by Alex Poletti
Photo by Mark J. Rebilas-USA TODAY Sports
For the first time in their pathetic existence, Phoenix Suns fans had something to be excited about as guard Devin Booker won the last ever NBA 2K players tournament, winning $100,000 and a special spot in oblivion.
“This was the highlight of my career thus far,” the first-time All-Star says. “I can’t wait for someone to find this victory in the footnotes of a Wikipedia article in 50 years’ time when going down a rabbit hole trying to figure out why Giannis’s stats were so low this season.”
Seeded fifth in the tournament, Booker made quick work of his competitors, sweeping his way to the final round against teammate DeAndre Ayton, who he also swept. The 74-62 victory against his teammate sealed the first and only perfect season in an NBA 2K tournament.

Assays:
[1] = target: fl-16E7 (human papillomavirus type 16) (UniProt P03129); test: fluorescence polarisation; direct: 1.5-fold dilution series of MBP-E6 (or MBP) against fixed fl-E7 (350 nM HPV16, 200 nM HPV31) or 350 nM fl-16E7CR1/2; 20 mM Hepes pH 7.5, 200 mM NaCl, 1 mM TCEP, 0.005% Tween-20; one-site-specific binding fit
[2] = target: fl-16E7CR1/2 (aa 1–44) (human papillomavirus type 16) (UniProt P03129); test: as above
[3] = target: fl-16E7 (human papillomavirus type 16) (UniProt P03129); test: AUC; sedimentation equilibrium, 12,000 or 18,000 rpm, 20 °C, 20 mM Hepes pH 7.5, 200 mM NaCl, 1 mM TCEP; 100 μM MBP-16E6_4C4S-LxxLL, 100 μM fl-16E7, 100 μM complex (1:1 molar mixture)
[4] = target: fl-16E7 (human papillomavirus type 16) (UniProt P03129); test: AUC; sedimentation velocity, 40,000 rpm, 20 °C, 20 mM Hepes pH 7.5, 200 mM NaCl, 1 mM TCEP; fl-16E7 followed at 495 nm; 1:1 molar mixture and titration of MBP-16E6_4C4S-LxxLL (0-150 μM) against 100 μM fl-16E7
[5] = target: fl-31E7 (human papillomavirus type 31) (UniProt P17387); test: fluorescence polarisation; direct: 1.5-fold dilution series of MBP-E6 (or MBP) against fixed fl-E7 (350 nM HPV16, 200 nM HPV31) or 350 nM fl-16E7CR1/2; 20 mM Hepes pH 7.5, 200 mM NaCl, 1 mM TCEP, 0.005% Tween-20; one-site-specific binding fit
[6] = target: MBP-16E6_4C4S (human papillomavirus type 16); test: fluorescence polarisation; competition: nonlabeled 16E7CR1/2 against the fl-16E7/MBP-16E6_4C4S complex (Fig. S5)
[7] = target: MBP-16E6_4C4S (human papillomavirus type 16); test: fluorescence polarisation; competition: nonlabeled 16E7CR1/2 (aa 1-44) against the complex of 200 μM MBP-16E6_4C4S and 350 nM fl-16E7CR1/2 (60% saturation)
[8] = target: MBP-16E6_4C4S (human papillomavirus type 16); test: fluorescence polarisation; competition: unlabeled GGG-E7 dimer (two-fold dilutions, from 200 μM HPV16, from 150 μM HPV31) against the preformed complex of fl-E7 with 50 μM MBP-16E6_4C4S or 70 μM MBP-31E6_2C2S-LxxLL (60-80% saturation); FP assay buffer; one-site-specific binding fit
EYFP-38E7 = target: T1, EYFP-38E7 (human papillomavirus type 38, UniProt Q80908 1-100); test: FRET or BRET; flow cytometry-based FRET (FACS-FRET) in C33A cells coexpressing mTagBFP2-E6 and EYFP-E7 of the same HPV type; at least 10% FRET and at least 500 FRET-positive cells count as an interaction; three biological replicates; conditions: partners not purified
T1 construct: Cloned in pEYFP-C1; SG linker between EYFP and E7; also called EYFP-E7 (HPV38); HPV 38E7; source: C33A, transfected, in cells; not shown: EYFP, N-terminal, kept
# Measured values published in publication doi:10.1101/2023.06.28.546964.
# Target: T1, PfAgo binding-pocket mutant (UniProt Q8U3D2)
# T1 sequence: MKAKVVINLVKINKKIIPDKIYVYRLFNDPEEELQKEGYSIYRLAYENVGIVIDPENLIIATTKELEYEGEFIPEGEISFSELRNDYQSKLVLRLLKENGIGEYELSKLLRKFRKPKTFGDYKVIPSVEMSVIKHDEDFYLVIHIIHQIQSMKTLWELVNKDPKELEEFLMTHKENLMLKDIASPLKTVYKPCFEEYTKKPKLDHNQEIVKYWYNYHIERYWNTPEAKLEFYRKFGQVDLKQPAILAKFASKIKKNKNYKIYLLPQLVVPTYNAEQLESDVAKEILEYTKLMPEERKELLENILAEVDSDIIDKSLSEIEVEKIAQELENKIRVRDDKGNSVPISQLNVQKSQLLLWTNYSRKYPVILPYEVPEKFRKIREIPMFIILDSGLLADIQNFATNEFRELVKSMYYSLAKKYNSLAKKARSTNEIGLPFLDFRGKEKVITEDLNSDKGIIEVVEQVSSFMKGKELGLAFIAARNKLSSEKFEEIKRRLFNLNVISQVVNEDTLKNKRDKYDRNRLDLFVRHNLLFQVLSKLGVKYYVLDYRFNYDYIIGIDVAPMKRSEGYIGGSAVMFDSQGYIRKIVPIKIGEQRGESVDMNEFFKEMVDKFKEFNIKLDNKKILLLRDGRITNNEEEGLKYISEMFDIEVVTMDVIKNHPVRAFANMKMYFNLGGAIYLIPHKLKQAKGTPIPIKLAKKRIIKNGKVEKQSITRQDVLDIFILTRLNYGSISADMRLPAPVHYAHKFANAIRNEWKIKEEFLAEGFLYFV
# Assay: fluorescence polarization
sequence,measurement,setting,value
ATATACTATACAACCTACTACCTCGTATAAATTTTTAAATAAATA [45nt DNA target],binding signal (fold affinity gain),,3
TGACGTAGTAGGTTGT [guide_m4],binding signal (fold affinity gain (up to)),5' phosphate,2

“This will stand as the ultimate triumph for 2K tournaments of this sort,” Booker says. “Not because nobody can do it better, but because no one will ever do this again. This was the only opportunity anyone will ever have to do this, and I’m glad I took advantage of it.”
The 2K tourney was born out of the basketball-less peril of the coronavirus epidemic. The NBA was quick to respond to the yearning for sports, agreeing to a deal with ESPN2 to broadcast the games on live television.
“It was incredible watching world-class athletes compete in an event that any person with limited practice could participate in,” NBA commissioner Adam Silver says. “Most of the time when people watch sports, they see superhumans who have spent their entire lives training. Seeing them play a video game that could be equitably mastered by any person with enough time on their hands and decent reflexes must have been a special experience.”
There is no word yet on whether the NBA will host another tournament, but the answer is clearly no.